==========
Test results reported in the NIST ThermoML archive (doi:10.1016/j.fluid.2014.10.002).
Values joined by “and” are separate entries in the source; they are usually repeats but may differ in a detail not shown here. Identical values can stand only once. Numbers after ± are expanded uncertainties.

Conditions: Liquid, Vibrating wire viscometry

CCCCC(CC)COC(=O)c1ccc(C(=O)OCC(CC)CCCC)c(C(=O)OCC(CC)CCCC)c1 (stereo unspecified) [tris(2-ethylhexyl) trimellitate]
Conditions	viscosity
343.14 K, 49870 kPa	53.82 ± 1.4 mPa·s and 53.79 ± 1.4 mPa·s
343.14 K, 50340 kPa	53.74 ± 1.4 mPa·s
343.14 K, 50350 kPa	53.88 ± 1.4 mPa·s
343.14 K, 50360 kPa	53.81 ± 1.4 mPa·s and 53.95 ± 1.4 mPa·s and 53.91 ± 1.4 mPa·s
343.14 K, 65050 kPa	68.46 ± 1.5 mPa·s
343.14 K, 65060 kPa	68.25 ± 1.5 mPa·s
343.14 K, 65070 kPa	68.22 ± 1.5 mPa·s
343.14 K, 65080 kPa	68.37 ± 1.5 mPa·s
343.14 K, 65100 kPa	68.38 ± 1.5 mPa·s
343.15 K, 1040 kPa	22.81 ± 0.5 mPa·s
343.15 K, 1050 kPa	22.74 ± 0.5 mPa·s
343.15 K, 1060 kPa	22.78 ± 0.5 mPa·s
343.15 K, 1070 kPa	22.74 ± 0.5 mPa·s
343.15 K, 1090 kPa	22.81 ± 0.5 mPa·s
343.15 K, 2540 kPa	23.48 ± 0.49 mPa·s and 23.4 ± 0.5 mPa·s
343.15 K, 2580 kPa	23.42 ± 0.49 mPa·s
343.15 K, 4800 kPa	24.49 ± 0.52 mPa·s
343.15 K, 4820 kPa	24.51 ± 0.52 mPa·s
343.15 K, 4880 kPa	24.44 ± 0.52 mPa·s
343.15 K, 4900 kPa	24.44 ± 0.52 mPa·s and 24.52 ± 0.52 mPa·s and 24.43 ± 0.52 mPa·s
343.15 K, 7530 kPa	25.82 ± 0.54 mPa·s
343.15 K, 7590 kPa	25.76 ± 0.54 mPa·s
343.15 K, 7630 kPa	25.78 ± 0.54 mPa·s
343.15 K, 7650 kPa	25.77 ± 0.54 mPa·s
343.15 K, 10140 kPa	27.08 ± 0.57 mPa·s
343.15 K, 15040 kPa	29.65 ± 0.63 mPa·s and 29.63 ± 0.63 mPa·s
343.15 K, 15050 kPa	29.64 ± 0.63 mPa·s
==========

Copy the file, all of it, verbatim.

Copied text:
Test results reported in the NIST ThermoML archive (doi:10.1016/j.fluid.2014.10.002).
Values joined by “and” are separate entries in the source; they are usually repeats but may differ in a detail not shown here. Identical values can stand only once. Numbers after ± are expanded uncertainties.

Conditions: Liquid, Vibrating wire viscometry

CCCCC(CC)COC(=O)c1ccc(C(=O)OCC(CC)CCCC)c(C(=O)OCC(CC)CCCC)c1 (stereo unspecified) [tris(2-ethylhexyl) trimellitate]
Conditions	viscosity
343.14 K, 49870 kPa	53.82 ± 1.4 mPa·s and 53.79 ± 1.4 mPa·s
343.14 K, 50340 kPa	53.74 ± 1.4 mPa·s
343.14 K, 50350 kPa	53.88 ± 1.4 mPa·s
343.14 K, 50360 kPa	53.81 ± 1.4 mPa·s and 53.95 ± 1.4 mPa·s and 53.91 ± 1.4 mPa·s
343.14 K, 65050 kPa	68.46 ± 1.5 mPa·s
343.14 K, 65060 kPa	68.25 ± 1.5 mPa·s
343.14 K, 65070 kPa	68.22 ± 1.5 mPa·s
343.14 K, 65080 kPa	68.37 ± 1.5 mPa·s
343.14 K, 65100 kPa	68.38 ± 1.5 mPa·s
343.15 K, 1040 kPa	22.81 ± 0.5 mPa·s
343.15 K, 1050 kPa	22.74 ± 0.5 mPa·s
343.15 K, 1060 kPa	22.78 ± 0.5 mPa·s
343.15 K, 1070 kPa	22.74 ± 0.5 mPa·s
343.15 K, 1090 kPa	22.81 ± 0.5 mPa·s
343.15 K, 2540 kPa	23.48 ± 0.49 mPa·s and 23.4 ± 0.5 mPa·s
343.15 K, 2580 kPa	23.42 ± 0.49 mPa·s
343.15 K, 4800 kPa	24.49 ± 0.52 mPa·s
343.15 K, 4820 kPa	24.51 ± 0.52 mPa·s
343.15 K, 4880 kPa	24.44 ± 0.52 mPa·s
343.15 K, 4900 kPa	24.44 ± 0.52 mPa·s and 24.52 ± 0.52 mPa·s and 24.43 ± 0.52 mPa·s
343.15 K, 7530 kPa	25.82 ± 0.54 mPa·s
343.15 K, 7590 kPa	25.76 ± 0.54 mPa·s
343.15 K, 7630 kPa	25.78 ± 0.54 mPa·s
343.15 K, 7650 kPa	25.77 ± 0.54 mPa·s
343.15 K, 10140 kPa	27.08 ± 0.57 mPa·s
343.15 K, 15040 kPa	29.65 ± 0.63 mPa·s and 29.63 ± 0.63 mPa·s
343.15 K, 15050 kPa	29.64 ± 0.63 mPa·s